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De Grasse holds off 3 Americans for 200 gold

Andre de Grasse of Canada has won the Olympic gold medal in the men’s 200 meters five years after finishing second to Usain Bolt, ending a string of close calls for the 26-year-old.

De Grasse won in a national-record time of 19.62 seconds, holding off two Americans for the medals.

Kenneth Bednarek won silver in a personal-best 19.68 seconds, and 2019 world champion and race favorite Noah Lyles took bronze in 19.74. Erriyon Knighton, the youngest member of the U.S. men’s track team at 17, placed fourth in 19.93.

De Grasse has now filled out a medal collection that was missing only a gold. He won bronze four nights earlier in the 100 meters to go with the third-place medal he took in Rio de Janeiro. He also won a silver in the 200 in Rio, when he famously challenged Bolt in the semifinal — drawing a playful finger wag — before being blown away by the Jamaican champion in the final.

Given all he has been through, it was no surprise when De Grasse revealed that he had been crying behind the bronze-colored shades he wore for the race.

“It’s my first time being so emotional on the track,” said De Grasse, the first sprint gold medalist for Canada since Donovan Bailey won the 100 at the 1996 Atlanta Olympics. “I always thought I came up short winning bronze and silver, so it’s just good to have that gold medal. No one can take that away from me.”

Lyles made a mistake the night before in the semifinals, slowing down too far before the line, getting edged out for the two automatic spots and being forced to wait to see if his time would earn him a qualifying spot.

It cost him in the final. Forced to start in Lane 3, Lyles pushed out too quickly. He had the lead heading into the homestretch but had nothing more to give.

“Unfortunately, I couldn’t see anybody and was running for my life,” Lyles said. “I thought I was the one behind. I felt like I was the one chasing.”

In other medal races at the Olympic Stadium, Emmanuel Korir won gold and led a Kenyan 1-2 finish in the men’s 800 meters and Peruth Chemutai of Uganda chased down American Courtney Frerichs to claim gold in the women’s 3,000-meter steeplechase.

Korir pushed his way past Australia’s Peter Bol on the final turn and surged home to win in 1:45.06. It was Kenya’s fourth straight victory in the 800 at the Olympics.

Teammate Ferguson Rotich took silver with a late kick to overtake Poland’s Patryk Dobek, who held on for bronze ahead of Bol.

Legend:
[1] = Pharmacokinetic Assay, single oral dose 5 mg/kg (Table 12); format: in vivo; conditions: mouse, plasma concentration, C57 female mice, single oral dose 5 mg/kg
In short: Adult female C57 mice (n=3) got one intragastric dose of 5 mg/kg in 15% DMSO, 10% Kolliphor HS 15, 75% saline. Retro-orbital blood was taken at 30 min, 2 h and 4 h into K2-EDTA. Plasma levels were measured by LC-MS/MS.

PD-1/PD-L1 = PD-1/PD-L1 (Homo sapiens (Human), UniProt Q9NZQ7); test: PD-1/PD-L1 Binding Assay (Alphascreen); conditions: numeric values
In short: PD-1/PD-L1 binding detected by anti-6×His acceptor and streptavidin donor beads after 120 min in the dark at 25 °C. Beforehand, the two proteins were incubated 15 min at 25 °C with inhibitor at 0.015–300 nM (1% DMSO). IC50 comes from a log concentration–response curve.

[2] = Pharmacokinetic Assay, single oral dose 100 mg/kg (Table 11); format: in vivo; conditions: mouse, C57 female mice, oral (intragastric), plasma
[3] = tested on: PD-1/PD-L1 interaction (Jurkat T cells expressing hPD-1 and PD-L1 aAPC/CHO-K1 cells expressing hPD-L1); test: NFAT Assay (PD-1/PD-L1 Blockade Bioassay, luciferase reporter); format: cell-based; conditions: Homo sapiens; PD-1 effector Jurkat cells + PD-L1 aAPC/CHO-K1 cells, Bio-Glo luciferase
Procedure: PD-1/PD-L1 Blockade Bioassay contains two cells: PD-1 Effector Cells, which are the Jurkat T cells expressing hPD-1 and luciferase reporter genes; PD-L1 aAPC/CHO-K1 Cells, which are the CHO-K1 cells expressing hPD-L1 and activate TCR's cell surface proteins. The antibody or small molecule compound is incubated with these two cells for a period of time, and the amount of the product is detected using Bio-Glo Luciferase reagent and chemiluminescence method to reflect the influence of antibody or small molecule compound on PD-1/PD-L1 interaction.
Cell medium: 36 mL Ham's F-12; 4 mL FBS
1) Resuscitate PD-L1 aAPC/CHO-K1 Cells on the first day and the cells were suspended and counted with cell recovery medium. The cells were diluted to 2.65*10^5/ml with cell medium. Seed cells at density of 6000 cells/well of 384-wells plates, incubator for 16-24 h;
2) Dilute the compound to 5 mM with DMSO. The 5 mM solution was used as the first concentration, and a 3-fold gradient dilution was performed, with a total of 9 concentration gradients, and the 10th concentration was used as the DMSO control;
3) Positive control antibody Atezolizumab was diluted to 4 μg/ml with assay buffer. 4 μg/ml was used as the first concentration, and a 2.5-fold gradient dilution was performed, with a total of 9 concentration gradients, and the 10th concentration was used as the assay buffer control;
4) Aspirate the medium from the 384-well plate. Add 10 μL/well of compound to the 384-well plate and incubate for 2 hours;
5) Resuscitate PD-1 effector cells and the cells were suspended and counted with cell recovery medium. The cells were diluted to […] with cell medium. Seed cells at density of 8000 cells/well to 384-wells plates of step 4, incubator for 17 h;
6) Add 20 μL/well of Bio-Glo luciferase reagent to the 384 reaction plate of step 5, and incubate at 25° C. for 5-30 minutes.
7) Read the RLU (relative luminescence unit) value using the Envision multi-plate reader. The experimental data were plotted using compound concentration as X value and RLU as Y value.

David Rudisha had won the previous two Olympic gold medals in the 800, but he didn’t make Kenya’s team this year because of long-term injury problems.

The world-record holder still made sure to congratulate the new 800 champ. Shortly after Korir walked off the track, a cellphone rang in the pocket of a Kenya team official next to him. The official produced the phone, popped it on speaker and announced: “It’s Rudisha.”

“Congratulations, man, congratulations,” Rudisha said, with everyone, including Korir, listening intently. “Ah, that was impressive. You ran a smart race, a smart race. How do you feel?”

Korir, who had moments earlier explained how he had been inspired by Rudisha when he was a kid, was lost for words, replying, “I’m so happy. I don’t know what to say.”

Rudisha laughed and then offered a little early advice.

“You’ll start feeling that weight now,” he said. “That’s good. That’s good. Fantastic. All the best. We’ll see you when you come back home.”

Clayton Murphy of the United States, the bronze medalist in 2016, finished last.

In the steeplechase, Chemutai made her move on the final lap before pulling away for the win. She set a national record with her time of 9:01.45.

Frerichs took off from the pack with around 2½ laps to go, then held on for silver after being caught by Chemutai. Hyvin Kiyeng of Kenya was third.

Emma Coburn of the United States was disqualified for what was listed as a lane infringement after finishing behind the field. She had earned bronze at the 2016 Rio Games.

“I should have been perfect today,” Coburn said. “I should have been excellent. And I wasn’t. And I don’t think there’s anything we could have done differently in practice to make today less of a disaster, which is upsetting.”

Wojciech Nowicki of Poland finally has a gold medal after winning the men’s hammer throw.

The 32-year-old led from the first round and improved with each of his first three attempts to reach a personal-best 82.52 meters, the winning mark.

Nowicki was a bronze medalist at the 2016 Olympics and won bronze medals at three world championships.

Eivind Henriksen of Norway set a national record with a throw of 81.58 meters in the fifth round and finished with the silver medal. Four-time world champion Pawel Fajdek of Poland took bronze with a mark of 81.53.

Allyson Felix advanced into the final of the 400 meters, though the nine-time Olympic medalist acknowledged this isn’t like it used to be.

“You get older,” the 35-year-old said, “and it seems like it’s harder.”

The Associated Press contributed to this report.

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